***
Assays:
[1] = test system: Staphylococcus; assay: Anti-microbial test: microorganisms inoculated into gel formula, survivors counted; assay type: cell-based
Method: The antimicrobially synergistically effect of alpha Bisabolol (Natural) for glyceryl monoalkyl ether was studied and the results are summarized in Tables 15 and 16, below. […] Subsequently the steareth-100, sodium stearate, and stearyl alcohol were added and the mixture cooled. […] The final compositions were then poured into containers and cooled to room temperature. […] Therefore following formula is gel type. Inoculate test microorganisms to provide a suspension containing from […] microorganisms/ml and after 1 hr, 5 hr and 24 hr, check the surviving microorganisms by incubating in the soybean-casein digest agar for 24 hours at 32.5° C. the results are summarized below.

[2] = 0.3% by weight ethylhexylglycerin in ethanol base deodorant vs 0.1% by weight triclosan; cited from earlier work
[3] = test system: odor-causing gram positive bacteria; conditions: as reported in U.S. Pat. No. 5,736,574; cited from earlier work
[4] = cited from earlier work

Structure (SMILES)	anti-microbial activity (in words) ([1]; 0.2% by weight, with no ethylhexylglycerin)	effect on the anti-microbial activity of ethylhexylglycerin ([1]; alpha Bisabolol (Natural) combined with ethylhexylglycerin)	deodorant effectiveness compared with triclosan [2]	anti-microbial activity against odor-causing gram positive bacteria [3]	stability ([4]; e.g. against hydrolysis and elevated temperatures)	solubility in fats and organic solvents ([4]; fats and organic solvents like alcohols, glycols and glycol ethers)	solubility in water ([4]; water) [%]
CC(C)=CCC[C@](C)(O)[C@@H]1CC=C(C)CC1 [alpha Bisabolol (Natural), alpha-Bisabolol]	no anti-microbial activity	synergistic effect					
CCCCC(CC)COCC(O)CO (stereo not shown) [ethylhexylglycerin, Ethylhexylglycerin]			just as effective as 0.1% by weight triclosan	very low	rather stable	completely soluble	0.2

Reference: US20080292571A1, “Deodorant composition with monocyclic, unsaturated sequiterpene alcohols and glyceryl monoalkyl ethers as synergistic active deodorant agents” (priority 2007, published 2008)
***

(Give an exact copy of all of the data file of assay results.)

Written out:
Assays:
[1] = test system: Staphylococcus; assay: Anti-microbial test: microorganisms inoculated into gel formula, survivors counted; assay type: cell-based
Method: The antimicrobially synergistically effect of alpha Bisabolol (Natural) for glyceryl monoalkyl ether was studied and the results are summarized in Tables 15 and 16, below. […] Subsequently the steareth-100, sodium stearate, and stearyl alcohol were added and the mixture cooled. […] The final compositions were then poured into containers and cooled to room temperature. […] Therefore following formula is gel type. Inoculate test microorganisms to provide a suspension containing from […] microorganisms/ml and after 1 hr, 5 hr and 24 hr, check the surviving microorganisms by incubating in the soybean-casein digest agar for 24 hours at 32.5° C. the results are summarized below.

[2] = 0.3% by weight ethylhexylglycerin in ethanol base deodorant vs 0.1% by weight triclosan; cited from earlier work
[3] = test system: odor-causing gram positive bacteria; conditions: as reported in U.S. Pat. No. 5,736,574; cited from earlier work
[4] = cited from earlier work

Structure (SMILES)	anti-microbial activity (in words) ([1]; 0.2% by weight, with no ethylhexylglycerin)	effect on the anti-microbial activity of ethylhexylglycerin ([1]; alpha Bisabolol (Natural) combined with ethylhexylglycerin)	deodorant effectiveness compared with triclosan [2]	anti-microbial activity against odor-causing gram positive bacteria [3]	stability ([4]; e.g. against hydrolysis and elevated temperatures)	solubility in fats and organic solvents ([4]; fats and organic solvents like alcohols, glycols and glycol ethers)	solubility in water ([4]; water) [%]
CC(C)=CCC[C@](C)(O)[C@@H]1CC=C(C)CC1 [alpha Bisabolol (Natural), alpha-Bisabolol]	no anti-microbial activity	synergistic effect					
CCCCC(CC)COCC(O)CO (stereo not shown) [ethylhexylglycerin, Ethylhexylglycerin]			just as effective as 0.1% by weight triclosan	very low	rather stable	completely soluble	0.2

Reference: US20080292571A1, “Deodorant composition with monocyclic, unsaturated sequiterpene alcohols and glyceryl monoalkyl ethers as synergistic active deodorant agents” (priority 2007, published 2008)